Cassidy Stay Cries as Uncle Is Convicted of Killing Her Family

Ronald Lee Haskell's insanity defense rejected by jury
By Newser Editors and Wire Services
Posted Sep 26, 2019 4:45 PM CDT
Cassidy Stay Cries as Uncle Is Convicted of Killing Her Family
Cassidy Stay wipes her eyes as she listens during closing arguments in Ronald Haskell's capital murder, Wednesday, Sept. 25, 2019, in Houston.   (Brett Coomer/Houston Chronicle via AP)

A man accused of fatally shooting six members of his ex-wife's family, including four children, in an act of vengeance is guilty of capital murder, a jury in Houston decided Thursday. Jurors deliberated for eight hours over two days before rejecting Ronald Lee Haskell's insanity defense, the AP reports. His attorneys had argued that Haskell believed voices in his head were telling him to kill the Stay family at their suburban Houston home in 2014. Prosecutors alleged Haskell was motivated by vengeance and had plotted to hurt anybody who helped his ex-wife, Melannie Lyon, after she left him. Lyon testified that Haskell physically abused her and their children, so she moved them all from Utah to Texas to be with her family after the divorce. Authorities say Haskell traveled from California and stalked Lyon's family for two days before killing six of them.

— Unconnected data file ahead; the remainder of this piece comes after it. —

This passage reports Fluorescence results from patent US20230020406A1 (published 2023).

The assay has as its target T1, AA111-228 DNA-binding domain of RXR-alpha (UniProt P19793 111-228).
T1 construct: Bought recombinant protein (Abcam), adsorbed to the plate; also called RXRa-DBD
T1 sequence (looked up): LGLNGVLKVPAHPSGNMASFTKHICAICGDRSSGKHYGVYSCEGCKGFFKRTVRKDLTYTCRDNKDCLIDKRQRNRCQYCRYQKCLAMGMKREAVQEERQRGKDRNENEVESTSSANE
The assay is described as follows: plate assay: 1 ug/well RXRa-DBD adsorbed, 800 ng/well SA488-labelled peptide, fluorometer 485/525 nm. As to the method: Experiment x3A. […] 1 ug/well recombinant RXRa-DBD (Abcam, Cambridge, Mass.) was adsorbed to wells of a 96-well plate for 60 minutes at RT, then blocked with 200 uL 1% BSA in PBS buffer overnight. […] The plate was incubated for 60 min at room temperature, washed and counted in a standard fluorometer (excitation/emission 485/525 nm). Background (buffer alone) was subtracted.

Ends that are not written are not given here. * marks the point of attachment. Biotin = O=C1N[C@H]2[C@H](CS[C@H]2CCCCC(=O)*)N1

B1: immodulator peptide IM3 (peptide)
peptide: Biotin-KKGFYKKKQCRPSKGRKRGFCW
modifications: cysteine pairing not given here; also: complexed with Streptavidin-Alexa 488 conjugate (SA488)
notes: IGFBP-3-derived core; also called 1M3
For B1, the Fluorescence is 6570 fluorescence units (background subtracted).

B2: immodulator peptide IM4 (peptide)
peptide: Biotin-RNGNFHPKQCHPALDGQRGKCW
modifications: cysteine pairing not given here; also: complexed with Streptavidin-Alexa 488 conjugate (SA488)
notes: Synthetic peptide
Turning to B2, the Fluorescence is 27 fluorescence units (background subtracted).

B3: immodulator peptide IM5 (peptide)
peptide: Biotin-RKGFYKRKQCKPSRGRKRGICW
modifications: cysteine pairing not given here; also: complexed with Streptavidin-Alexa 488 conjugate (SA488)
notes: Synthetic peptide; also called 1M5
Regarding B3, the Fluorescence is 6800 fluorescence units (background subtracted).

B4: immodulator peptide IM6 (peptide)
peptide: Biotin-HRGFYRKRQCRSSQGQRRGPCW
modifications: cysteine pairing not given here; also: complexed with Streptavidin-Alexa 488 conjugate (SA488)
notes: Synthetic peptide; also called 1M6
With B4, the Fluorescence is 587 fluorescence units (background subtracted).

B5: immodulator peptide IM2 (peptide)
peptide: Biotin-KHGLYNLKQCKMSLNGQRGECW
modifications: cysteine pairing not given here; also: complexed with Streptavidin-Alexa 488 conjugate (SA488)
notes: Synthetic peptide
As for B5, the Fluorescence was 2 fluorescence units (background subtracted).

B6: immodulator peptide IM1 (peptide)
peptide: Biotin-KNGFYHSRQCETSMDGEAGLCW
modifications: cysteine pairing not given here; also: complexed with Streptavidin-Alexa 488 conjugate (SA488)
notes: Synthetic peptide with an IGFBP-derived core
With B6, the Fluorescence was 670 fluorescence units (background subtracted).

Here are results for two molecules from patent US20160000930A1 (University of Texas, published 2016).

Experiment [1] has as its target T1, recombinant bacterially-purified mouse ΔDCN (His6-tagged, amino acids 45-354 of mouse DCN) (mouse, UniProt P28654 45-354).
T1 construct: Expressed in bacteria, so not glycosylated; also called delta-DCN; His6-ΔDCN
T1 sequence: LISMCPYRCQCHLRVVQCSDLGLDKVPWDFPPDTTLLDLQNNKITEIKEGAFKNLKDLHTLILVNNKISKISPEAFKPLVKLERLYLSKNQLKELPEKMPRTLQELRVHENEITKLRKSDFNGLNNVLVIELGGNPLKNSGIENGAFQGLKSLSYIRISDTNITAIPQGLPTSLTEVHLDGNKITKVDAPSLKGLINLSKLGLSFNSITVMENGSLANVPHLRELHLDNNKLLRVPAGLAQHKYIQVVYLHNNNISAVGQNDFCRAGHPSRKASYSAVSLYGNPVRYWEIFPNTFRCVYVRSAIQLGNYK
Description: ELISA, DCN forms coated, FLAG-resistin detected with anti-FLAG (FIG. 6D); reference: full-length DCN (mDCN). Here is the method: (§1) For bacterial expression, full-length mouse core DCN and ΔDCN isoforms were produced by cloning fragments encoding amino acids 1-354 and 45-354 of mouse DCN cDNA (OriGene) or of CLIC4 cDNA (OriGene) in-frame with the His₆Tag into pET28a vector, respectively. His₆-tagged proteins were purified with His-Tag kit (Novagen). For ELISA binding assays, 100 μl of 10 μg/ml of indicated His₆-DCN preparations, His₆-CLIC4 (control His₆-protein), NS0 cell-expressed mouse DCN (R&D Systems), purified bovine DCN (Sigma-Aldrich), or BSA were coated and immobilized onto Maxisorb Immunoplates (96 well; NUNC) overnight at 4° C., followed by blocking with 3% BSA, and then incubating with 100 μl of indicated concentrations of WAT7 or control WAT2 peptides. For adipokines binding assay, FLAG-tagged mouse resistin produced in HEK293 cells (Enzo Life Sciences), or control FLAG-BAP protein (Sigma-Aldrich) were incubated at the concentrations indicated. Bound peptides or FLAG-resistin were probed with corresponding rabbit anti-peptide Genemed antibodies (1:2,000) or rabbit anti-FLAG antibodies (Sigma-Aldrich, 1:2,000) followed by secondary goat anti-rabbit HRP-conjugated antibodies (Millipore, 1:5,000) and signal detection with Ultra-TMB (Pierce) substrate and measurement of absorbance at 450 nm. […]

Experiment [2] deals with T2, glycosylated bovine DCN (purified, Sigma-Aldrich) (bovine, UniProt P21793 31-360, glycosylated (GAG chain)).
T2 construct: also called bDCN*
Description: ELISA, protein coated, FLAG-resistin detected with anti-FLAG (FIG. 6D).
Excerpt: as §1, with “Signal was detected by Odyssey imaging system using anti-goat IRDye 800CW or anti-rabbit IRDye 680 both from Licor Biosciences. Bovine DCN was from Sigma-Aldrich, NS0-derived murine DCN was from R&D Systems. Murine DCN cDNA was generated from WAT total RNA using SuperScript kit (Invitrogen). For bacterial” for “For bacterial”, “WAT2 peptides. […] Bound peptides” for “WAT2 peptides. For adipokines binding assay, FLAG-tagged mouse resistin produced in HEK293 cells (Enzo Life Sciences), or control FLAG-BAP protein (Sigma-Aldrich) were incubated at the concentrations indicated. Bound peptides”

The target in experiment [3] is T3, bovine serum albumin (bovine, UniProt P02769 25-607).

Cassidy Stay, who was 15 at the time of the shooting, was shot in the head but survived by playing dead. Stay clasped her hands as if in prayer and bowed her head before the verdict was read. Afterward, she wiped away tears. Stay later smiled and took deep breaths as she hugged prosecutors in the Houston courtroom. Stay, now 20, testified at trial that she prayed and begged her uncle "please don't hurt us," but that Haskell forced the whole family to lie face down on the living room floor before shooting them one by one. Those killed were 39-year-old Stephen Stay and his 34-year-old wife Katie (Lyon's sister), along with their children 4-year-old Zach, 7-year-old Rebecca, 9-year-old Emily, and 13-year-old Bryan. Starting Monday, jurors hear evidence in the trial's punishment phase before deciding whether to sentence Haskell, 39, to life in prison or death. (More on the tragic case here.)

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